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Chapter Six: Song and Yuan dynasties 1
Xu Jian, Introductory History of the Qin, pp. 112-114 2

6.B. Qin Melodies

3. Diaozi (short songs) and Caonong (instrumental melodies)3



Diaozi are qin songs of a particular structure that were popular during the Northern Song dynasty, whereas caonong generally refers to traditional large-scale qin melodies. Qin players from the Song dynasty were very particular about the distinction between these two formats. Diaozi did not originate in the Song dynasty; Ten Short Melodies in Gong Mode by Heruo Bi4 of the Sui dynasty was an early set of diaozi. Xue Yijian of the Tang dynasty collected from folk culture 300 short melodies, many of which were probably diaozi.5 Biji Manzhi6 records, "since the Sui, what we call quzi have been on the rise. By the Tang dynasty, they had become rather popular. Now they are innumerable in their vulgarity." Although this discusses quzi, the appearance and developement of diaozi is very similar.7 The rise of diaozi is probably also related to ci; the text portions of diaozi were ci, the music was quzi.8 To sing while playing the melody creates diaozi. Ci, quzi, and diaozi are connected but different and they developed together during the Song dynasty.

Diaozi originally had lyrics. Zequan Heshang (the Monk Zequan9) once used Zuiweng Yin as an example to analyze its rhythmic treatment characteristics (discussed further below). Surviving diaozi often have lost their lyrics with only the melody left.10 In addition, only the titles remain. The titles of diaozi are also different from those of traditional melodies. Some seem to have been named after phrases of ci, such as Jiangshang Wenjiao11 and Shasai Wanqing.12 Some seem to have been folk lyric drama, like Fan Zheng Sui Yudou13 and Ding Sheng Hua He.14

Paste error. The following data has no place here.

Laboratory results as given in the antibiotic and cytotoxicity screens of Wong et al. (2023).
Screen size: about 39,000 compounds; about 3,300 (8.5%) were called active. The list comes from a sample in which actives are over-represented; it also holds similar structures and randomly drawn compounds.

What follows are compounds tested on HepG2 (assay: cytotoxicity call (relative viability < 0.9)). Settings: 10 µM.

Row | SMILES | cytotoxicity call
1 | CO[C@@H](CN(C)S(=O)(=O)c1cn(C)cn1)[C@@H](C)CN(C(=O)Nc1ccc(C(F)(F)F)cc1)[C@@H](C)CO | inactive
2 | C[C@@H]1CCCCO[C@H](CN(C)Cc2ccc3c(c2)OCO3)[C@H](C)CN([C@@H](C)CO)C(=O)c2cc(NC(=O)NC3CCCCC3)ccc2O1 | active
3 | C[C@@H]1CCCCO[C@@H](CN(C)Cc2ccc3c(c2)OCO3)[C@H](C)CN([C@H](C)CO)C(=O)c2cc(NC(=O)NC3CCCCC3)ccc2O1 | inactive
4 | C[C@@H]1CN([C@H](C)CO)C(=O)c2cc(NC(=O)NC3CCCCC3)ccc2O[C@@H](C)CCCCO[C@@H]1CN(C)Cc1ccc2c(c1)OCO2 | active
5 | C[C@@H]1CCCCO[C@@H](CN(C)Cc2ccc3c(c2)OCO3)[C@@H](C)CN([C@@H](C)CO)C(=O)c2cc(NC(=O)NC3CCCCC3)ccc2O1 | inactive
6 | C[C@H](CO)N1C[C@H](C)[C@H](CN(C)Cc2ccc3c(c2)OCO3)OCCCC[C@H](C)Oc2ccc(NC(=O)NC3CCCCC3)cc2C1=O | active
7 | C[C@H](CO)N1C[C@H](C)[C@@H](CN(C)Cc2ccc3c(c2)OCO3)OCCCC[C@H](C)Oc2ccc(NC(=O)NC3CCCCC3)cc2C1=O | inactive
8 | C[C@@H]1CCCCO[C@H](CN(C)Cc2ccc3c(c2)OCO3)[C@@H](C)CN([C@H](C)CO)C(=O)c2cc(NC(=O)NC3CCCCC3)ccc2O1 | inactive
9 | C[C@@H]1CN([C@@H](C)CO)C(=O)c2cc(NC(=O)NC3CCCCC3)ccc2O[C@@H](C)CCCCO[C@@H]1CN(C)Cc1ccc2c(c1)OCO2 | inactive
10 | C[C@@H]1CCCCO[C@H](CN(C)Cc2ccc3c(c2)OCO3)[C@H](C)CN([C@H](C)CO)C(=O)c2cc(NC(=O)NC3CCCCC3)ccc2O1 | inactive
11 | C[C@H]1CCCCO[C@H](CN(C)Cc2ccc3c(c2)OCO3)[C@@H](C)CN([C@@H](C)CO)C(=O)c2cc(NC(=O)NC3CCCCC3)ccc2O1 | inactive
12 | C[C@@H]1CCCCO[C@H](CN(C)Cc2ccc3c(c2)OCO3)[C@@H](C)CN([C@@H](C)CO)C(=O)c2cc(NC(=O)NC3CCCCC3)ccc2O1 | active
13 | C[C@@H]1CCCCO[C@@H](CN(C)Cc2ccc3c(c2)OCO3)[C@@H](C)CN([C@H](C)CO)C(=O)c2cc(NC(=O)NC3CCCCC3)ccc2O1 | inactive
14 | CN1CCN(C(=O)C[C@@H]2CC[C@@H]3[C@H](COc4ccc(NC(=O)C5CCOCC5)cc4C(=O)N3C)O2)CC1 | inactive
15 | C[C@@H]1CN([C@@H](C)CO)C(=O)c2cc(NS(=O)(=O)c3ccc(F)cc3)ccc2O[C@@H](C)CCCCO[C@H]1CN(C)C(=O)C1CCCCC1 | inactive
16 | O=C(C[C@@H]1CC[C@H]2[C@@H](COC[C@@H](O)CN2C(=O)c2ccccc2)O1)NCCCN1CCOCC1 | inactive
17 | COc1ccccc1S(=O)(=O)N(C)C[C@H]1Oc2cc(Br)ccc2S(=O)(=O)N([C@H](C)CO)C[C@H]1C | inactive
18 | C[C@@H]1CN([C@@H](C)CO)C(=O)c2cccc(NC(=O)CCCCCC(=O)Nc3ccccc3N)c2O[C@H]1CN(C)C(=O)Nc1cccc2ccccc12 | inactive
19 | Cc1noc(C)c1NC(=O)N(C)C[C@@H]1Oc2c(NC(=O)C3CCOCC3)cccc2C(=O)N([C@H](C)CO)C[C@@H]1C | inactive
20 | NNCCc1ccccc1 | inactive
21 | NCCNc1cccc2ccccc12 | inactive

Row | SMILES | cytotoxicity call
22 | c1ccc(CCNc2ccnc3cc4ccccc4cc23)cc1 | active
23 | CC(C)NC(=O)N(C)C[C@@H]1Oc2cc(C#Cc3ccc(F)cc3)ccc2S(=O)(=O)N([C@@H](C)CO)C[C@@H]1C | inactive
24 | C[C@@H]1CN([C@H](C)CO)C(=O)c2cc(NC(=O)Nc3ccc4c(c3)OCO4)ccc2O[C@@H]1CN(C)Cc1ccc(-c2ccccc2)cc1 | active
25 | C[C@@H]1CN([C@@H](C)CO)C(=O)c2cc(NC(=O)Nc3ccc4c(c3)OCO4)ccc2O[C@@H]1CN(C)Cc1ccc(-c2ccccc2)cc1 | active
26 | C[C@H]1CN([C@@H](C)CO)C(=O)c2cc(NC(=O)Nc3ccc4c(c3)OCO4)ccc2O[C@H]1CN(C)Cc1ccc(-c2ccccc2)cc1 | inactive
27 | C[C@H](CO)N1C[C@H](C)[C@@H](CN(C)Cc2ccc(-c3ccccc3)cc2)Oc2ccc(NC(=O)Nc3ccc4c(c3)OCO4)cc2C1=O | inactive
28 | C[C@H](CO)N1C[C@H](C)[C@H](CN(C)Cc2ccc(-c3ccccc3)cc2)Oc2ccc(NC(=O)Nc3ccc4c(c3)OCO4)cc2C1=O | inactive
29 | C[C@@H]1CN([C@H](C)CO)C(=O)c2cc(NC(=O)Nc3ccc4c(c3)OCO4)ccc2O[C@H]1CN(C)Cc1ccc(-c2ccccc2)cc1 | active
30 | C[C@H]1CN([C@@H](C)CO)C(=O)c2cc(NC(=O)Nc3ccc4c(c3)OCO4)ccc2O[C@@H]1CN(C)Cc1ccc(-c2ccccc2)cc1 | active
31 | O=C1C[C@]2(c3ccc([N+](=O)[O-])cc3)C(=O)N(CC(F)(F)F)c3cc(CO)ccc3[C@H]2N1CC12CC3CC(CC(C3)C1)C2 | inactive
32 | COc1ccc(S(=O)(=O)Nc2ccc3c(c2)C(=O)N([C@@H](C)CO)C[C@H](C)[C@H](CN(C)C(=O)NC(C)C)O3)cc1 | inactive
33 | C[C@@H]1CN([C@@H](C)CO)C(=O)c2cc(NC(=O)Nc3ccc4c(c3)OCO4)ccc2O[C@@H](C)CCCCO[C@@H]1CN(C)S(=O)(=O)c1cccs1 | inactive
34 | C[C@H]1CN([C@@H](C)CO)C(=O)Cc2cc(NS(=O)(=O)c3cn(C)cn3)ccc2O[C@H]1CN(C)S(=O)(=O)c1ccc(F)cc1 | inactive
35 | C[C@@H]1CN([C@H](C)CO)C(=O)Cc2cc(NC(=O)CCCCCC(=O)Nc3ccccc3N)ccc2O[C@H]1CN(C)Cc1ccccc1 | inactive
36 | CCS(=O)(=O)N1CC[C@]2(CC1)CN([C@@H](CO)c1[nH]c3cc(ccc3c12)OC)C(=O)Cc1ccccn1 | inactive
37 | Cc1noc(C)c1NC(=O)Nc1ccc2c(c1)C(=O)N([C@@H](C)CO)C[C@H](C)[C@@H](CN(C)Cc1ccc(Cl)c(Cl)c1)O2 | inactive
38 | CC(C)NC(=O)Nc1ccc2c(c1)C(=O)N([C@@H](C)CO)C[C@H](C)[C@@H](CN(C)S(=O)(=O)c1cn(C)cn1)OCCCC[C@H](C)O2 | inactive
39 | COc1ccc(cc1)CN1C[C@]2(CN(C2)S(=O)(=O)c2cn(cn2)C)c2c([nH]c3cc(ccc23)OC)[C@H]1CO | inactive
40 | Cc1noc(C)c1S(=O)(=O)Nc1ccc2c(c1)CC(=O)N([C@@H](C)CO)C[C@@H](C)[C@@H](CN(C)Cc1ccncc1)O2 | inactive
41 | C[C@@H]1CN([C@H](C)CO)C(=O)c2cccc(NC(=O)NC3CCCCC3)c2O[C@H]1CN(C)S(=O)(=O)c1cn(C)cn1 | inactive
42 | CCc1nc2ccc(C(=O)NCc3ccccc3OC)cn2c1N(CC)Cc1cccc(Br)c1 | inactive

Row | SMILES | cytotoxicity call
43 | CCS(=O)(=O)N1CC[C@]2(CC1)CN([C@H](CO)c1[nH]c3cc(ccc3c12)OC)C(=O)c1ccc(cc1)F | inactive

The distinction between diaozi and caonong is reflected in the form of the music, content, style, and performance. Cheng Yujian compared diaozi to pentasyllabic poems, calling them

"elegantly simple yet with flavor, like an olive"

and asserting that when playing diaozi, one must

"warmly play with calm simplicity in the movement of one's fingers, as if writing a pentasyllabic poem".

He also compared caonong to changyun poems, claiming they

"are like the floating wind and rapid rain, accurate in aim and touching one's spirit."

He also pointed out that

"when playing a caonong, one must emphasize lightness and heaviness with rhythm and consistency." (Qinshu Daquan, [pp. 204-7 15])."

(In the article from Qinyuan Yaolu mentioned above16,) the famous qin player Zequan Heshang from the Song dynasty also emphasized the difference between the two. He especially pointed out:

"Today when people play diaozi, they often play it like caonong without understanding the rhythm".

To clarify the difference between the two, he compared diaozi to manqu (slow melodies) and caonong to daqu (full melodies), saying that

"Playing diaozi is like singing manqu."


"In a daqu there are (sections like) dianqian (prelude), rupo (section where it goes from slow to fast), and xiepai (conclusion), much like the rhythm of a long caonong."

Zequan Heshang further analyzed its rhythmical features:

"When playing diaozi, each phrase first has two slow notes with a few more notes following; then there is a short rest, after which one holds on to a note to connect to the next phrase. This is called 'shuang qi dan sha (double beginning, single ending)'."

He also said of caonong,

"(Whenever playing cao[nong],) begin each phrase with one note, then there is a short rest, then hold on to two notes to connect to the next phrase. This is the opposite of diaozi."